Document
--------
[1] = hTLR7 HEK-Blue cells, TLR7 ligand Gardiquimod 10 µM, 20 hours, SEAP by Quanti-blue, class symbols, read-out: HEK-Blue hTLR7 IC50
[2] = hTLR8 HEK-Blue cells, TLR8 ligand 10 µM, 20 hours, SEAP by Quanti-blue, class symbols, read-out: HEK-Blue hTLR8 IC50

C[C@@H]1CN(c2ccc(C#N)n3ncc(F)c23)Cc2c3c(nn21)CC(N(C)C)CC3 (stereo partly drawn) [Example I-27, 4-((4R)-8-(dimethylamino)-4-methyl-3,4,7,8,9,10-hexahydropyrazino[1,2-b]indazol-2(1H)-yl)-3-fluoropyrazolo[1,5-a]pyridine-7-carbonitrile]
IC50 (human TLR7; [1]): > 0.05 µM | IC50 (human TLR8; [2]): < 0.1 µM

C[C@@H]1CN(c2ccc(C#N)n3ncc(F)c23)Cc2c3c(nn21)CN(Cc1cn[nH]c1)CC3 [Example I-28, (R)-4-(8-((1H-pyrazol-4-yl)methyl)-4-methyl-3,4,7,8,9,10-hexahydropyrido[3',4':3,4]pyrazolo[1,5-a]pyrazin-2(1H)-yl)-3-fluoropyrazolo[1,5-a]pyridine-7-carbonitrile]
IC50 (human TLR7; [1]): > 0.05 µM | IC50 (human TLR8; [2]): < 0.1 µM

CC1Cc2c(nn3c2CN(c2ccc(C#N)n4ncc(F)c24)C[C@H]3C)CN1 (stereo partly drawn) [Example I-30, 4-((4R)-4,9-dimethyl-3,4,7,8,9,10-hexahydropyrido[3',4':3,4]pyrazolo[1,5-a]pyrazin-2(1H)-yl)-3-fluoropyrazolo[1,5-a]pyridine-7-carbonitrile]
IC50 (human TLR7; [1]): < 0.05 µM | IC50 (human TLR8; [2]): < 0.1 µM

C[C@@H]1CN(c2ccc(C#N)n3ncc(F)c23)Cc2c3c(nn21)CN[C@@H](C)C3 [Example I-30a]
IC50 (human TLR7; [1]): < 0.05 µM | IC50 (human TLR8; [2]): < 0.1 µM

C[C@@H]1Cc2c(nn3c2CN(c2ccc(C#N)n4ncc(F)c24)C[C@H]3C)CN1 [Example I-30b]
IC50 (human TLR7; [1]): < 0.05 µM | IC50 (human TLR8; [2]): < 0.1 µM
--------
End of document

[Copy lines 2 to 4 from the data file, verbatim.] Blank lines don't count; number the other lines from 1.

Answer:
[2] = hTLR8 HEK-Blue cells, TLR8 ligand 10 µM, 20 hours, SEAP by Quanti-blue, class symbols, read-out: HEK-Blue hTLR8 IC50

C[C@@H]1CN(c2ccc(C#N)n3ncc(F)c23)Cc2c3c(nn21)CC(N(C)C)CC3 (stereo partly drawn) [Example I-27, 4-((4R)-8-(dimethylamino)-4-methyl-3,4,7,8,9,10-hexahydropyrazino[1,2-b]indazol-2(1H)-yl)-3-fluoropyrazolo[1,5-a]pyridine-7-carbonitrile]
IC50 (human TLR7; [1]): > 0.05 µM | IC50 (human TLR8; [2]): < 0.1 µM